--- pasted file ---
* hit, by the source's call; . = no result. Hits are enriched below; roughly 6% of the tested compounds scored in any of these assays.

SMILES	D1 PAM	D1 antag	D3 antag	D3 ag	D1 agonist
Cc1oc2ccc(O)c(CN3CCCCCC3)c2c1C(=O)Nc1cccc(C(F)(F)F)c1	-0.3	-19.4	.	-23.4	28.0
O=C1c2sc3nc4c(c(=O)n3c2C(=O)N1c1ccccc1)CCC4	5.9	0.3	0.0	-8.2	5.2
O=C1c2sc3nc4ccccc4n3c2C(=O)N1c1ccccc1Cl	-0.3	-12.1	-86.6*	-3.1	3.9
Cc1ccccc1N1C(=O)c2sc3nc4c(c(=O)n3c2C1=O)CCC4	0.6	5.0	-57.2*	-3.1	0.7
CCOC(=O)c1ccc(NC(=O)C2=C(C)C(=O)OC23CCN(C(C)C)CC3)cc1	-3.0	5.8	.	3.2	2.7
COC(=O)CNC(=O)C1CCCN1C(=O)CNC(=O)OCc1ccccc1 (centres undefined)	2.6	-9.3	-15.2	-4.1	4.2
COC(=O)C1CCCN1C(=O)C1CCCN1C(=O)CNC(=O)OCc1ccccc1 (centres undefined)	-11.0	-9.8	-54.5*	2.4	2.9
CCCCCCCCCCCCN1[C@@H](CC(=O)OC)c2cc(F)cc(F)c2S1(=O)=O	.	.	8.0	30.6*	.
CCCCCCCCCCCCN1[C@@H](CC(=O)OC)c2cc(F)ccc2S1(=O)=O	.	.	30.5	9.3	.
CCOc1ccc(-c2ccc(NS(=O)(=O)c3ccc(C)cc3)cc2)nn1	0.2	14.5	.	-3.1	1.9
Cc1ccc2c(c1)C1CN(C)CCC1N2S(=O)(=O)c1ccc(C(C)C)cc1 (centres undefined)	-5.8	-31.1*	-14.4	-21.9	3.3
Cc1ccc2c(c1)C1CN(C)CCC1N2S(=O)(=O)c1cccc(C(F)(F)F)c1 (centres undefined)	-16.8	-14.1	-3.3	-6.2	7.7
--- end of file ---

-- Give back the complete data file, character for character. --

* hit, by the source's call; . = no result. Hits are enriched below; roughly 6% of the tested compounds scored in any of these assays.

SMILES	D1 PAM	D1 antag	D3 antag	D3 ag	D1 agonist
Cc1oc2ccc(O)c(CN3CCCCCC3)c2c1C(=O)Nc1cccc(C(F)(F)F)c1	-0.3	-19.4	.	-23.4	28.0
O=C1c2sc3nc4c(c(=O)n3c2C(=O)N1c1ccccc1)CCC4	5.9	0.3	0.0	-8.2	5.2
O=C1c2sc3nc4ccccc4n3c2C(=O)N1c1ccccc1Cl	-0.3	-12.1	-86.6*	-3.1	3.9
Cc1ccccc1N1C(=O)c2sc3nc4c(c(=O)n3c2C1=O)CCC4	0.6	5.0	-57.2*	-3.1	0.7
CCOC(=O)c1ccc(NC(=O)C2=C(C)C(=O)OC23CCN(C(C)C)CC3)cc1	-3.0	5.8	.	3.2	2.7
COC(=O)CNC(=O)C1CCCN1C(=O)CNC(=O)OCc1ccccc1 (centres undefined)	2.6	-9.3	-15.2	-4.1	4.2
COC(=O)C1CCCN1C(=O)C1CCCN1C(=O)CNC(=O)OCc1ccccc1 (centres undefined)	-11.0	-9.8	-54.5*	2.4	2.9
CCCCCCCCCCCCN1[C@@H](CC(=O)OC)c2cc(F)cc(F)c2S1(=O)=O	.	.	8.0	30.6*	.
CCCCCCCCCCCCN1[C@@H](CC(=O)OC)c2cc(F)ccc2S1(=O)=O	.	.	30.5	9.3	.
CCOc1ccc(-c2ccc(NS(=O)(=O)c3ccc(C)cc3)cc2)nn1	0.2	14.5	.	-3.1	1.9
Cc1ccc2c(c1)C1CN(C)CCC1N2S(=O)(=O)c1ccc(C(C)C)cc1 (centres undefined)	-5.8	-31.1*	-14.4	-21.9	3.3
Cc1ccc2c(c1)C1CN(C)CCC1N2S(=O)(=O)c1cccc(C(F)(F)F)c1 (centres undefined)	-16.8	-14.1	-3.3	-6.2	7.7